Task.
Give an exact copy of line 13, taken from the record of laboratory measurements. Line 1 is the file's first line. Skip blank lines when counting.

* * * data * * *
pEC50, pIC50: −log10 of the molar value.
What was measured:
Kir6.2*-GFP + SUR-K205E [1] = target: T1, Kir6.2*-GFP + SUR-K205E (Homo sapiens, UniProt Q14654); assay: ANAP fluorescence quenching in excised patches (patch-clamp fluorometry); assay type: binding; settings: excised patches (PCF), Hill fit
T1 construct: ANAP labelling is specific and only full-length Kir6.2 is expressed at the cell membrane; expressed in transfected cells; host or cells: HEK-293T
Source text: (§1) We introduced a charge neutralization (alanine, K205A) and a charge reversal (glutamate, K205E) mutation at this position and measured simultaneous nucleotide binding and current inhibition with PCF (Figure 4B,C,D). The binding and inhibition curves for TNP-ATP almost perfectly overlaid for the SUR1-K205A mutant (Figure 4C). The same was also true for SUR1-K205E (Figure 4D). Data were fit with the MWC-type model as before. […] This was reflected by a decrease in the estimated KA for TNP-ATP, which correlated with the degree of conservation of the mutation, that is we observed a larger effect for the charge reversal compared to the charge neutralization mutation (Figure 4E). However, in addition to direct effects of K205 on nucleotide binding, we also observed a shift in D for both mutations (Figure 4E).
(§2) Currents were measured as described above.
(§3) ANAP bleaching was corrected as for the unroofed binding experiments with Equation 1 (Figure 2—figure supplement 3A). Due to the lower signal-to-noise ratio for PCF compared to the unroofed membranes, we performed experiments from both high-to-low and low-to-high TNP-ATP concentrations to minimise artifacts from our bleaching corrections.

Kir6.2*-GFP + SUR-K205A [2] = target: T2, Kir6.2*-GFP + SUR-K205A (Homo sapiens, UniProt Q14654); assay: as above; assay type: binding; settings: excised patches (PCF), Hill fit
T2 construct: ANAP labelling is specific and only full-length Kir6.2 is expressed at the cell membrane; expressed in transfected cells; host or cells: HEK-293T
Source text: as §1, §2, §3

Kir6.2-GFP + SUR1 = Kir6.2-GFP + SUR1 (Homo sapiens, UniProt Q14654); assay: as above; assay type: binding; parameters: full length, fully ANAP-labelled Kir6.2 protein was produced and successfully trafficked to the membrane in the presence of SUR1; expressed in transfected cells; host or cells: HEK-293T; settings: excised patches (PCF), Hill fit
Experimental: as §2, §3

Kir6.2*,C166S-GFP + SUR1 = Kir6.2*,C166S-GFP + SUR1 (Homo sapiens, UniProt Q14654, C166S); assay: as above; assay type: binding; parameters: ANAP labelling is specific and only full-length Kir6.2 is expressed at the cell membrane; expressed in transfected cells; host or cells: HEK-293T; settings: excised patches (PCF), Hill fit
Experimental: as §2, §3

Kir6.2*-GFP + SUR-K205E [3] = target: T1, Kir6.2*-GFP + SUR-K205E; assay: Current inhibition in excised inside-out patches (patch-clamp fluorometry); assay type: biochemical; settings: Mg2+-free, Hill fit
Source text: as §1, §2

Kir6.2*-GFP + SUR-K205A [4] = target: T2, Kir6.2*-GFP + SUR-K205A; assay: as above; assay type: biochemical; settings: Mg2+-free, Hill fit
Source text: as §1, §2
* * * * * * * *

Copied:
Kir6.2*,C166S-GFP + SUR1 = Kir6.2*,C166S-GFP + SUR1 (Homo sapiens, UniProt Q14654, C166S); assay: as above; assay type: binding; parameters: ANAP labelling is specific and only full-length Kir6.2 is expressed at the cell membrane; expressed in transfected cells; host or cells: HEK-293T; settings: excised patches (PCF), Hill fit